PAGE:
Splash into summer with this glorious love letter to the seasons. Combining Jane Godwin’s sparkling text and Alison Lester’s whimsical watercolours, Sing Me the Summer celebrates those precious everyday moments that stay with us forever.
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An elusive, elliptical, often beautiful thread of recollections and observations, He. is not autobiography, or even memoir, but an almost anonymous portrait of a figure passing through time and circumstances.
It begins with boyhood, in suburban Adelaide after the war. As the narrator remembers the years the focus shifts forward to the recent past and back again, often within the same paragraph, mirroring the randomness of memory. Through these vignettes and fragments we glimpse moments and lives—of parents, teachers, wives, and others; in Bombay of the 1960s, London of the 1970s, Melbourne and Sydney.
He. is by Murray Bail, the acclaimed author of such classic novels as Homesickness and Eucalyptus.
Helen Garner’s second volume of diaries charts a tumultuous stage in her life. Beginning in 1987, as she embarks on an affair that she knows will be all-consuming, and ending in 1995 with the publication of The First Stone and the furore that followed it, Garner reveals the inner life of a woman in love and a great writer at work.
With devastating honesty and sparkling humour, she grapples with what it means for her sense of self to be so entwined with another—how to survive as an artist in a partnership that is both enthralling and uncompromising. And through it all we see the elevating, and grounding, power of work and the enduring value of friendship.
‘The body is in the library,’ Colonel Osborne said. ‘Come this way.’
Following the discovery of the corpse of a highly respected parish priest at Ballyglass House – the Co. Wexford family seat of the aristocratic, secretive Osborne family – Detective Inspector St John Strafford is called in from Dublin to investigate.
Strafford faces obstruction from all angles, but carries on determinedly in his pursuit of the murderer. However, as the snow continues to fall over this ever-expanding mystery, the people of Ballyglass are equally determined to keep their secrets.
Aaron Smith’s new memoir holds up a unique mirror to Australia. What he sees is at once amazing, disturbing and revealing. The Rockexplores the failings of our nation’s character, its unresolved past and its uncertain future from the vantage point of its most northerly outpost, Thursday Island.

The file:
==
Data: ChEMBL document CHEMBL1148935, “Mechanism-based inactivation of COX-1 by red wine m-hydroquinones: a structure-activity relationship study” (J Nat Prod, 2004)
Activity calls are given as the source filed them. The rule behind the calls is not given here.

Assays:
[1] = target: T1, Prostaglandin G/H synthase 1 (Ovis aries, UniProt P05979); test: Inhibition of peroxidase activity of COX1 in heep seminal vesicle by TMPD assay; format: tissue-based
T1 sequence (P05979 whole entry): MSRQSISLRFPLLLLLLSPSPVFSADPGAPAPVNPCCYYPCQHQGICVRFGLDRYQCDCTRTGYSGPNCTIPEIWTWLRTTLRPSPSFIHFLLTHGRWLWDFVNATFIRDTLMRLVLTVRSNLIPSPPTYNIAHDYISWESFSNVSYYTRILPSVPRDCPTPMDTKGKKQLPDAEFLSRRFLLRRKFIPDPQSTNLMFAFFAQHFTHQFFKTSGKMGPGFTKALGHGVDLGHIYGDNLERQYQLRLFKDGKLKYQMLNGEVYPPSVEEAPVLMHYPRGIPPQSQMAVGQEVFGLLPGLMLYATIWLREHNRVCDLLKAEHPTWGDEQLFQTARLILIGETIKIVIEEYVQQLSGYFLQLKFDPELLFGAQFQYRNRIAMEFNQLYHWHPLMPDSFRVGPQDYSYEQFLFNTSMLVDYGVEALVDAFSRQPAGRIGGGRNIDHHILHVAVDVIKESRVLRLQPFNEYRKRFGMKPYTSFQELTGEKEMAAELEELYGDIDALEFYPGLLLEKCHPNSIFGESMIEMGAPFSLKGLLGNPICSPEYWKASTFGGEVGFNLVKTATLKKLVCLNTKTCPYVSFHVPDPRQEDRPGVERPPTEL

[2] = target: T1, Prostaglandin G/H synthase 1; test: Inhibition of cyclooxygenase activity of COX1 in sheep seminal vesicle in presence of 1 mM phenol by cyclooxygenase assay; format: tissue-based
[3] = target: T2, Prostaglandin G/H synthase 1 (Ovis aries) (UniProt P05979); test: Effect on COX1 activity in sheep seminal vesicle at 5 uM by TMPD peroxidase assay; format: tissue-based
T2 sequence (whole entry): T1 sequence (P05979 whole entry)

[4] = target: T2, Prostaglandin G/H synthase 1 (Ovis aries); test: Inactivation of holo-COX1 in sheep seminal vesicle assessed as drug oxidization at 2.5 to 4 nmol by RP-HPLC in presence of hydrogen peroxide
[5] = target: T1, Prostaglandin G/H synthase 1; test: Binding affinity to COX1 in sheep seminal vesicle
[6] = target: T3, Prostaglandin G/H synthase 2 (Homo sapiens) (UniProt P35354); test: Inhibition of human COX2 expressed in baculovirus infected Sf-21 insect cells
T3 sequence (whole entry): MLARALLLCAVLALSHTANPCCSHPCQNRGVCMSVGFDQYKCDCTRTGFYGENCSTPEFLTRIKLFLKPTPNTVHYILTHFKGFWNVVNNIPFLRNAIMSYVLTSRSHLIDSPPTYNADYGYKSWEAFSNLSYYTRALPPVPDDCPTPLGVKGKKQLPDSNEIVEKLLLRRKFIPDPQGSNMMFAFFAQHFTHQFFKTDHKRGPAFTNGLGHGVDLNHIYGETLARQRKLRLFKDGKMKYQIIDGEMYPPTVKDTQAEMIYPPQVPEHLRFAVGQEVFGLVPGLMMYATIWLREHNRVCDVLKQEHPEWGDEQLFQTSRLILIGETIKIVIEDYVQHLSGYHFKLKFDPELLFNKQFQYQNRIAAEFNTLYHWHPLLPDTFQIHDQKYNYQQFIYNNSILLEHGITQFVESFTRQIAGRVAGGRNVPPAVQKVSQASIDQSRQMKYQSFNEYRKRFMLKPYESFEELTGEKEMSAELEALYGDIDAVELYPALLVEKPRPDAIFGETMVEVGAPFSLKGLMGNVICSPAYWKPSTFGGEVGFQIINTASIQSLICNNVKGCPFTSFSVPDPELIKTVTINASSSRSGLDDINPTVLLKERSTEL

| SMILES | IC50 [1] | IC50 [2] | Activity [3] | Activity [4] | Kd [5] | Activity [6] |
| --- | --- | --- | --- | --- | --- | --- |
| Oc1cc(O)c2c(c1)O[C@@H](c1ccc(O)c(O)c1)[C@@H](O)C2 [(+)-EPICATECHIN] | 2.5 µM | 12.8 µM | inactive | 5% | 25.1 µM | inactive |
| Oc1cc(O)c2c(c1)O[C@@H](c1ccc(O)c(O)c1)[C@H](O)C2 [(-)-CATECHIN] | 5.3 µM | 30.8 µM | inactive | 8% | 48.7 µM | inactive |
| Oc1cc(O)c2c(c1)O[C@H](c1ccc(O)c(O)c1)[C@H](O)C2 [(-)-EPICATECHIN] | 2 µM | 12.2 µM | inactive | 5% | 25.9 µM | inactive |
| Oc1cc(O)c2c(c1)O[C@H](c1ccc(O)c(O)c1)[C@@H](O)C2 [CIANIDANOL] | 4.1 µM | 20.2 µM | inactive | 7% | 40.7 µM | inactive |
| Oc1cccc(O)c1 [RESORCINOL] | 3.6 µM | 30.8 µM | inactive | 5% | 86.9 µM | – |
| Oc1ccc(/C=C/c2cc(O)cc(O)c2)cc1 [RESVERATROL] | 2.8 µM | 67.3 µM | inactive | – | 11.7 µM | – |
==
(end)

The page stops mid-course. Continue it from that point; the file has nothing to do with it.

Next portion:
Smith was the last editor, fearless journalist and the paperboy of Australia’s most northerly newspaper, The Torres News, a small independent regional tabloid that, until it folded in late 2019, was the voice of a predominantly Torres Strait Islander and Aboriginal readership for 63 years across some of the most remote and little understood communities in Australia.
The Rock is a story of self-discovery where Smith grapples to understand a national identity marred by its racist underbelly, where he is transplanted from his white-boy privileged suburban life to being a racial and cultural minority, and an outsider. Peppered with his experiences, Smith gradually and sensitively becomes embedded in island life while vividly capturing the endless and often farcical parade of personalities and politicians including Scott Morrison and Tony Abbott.
Smith pulls no punches while he reflects on the history of Terra Australis incognita, dissecting what is truly Australia, and its gaping cultural and moral divide.
Signed copies available in store.
Watch Roaring Stories author event: Malcolm Knox in conversation with Michael Robotham
A house perched impossibly on a cliff overlooking the stunning, iconic Bluebird Beach. Prime real estate, yet somehow not real estate at all, The Lodge is, like those who live in it, falling apart.
Gordon Grimes has become the accidental keeper of this last relic of an endangered world. He lives in The Lodge with his wife Kelly who is trying to leave him, their son Ben who will do anything to save him, his goddaughter Lou who is hiding from her own troubles, and Leonie, the family matriarch who has trapped them here for their own good.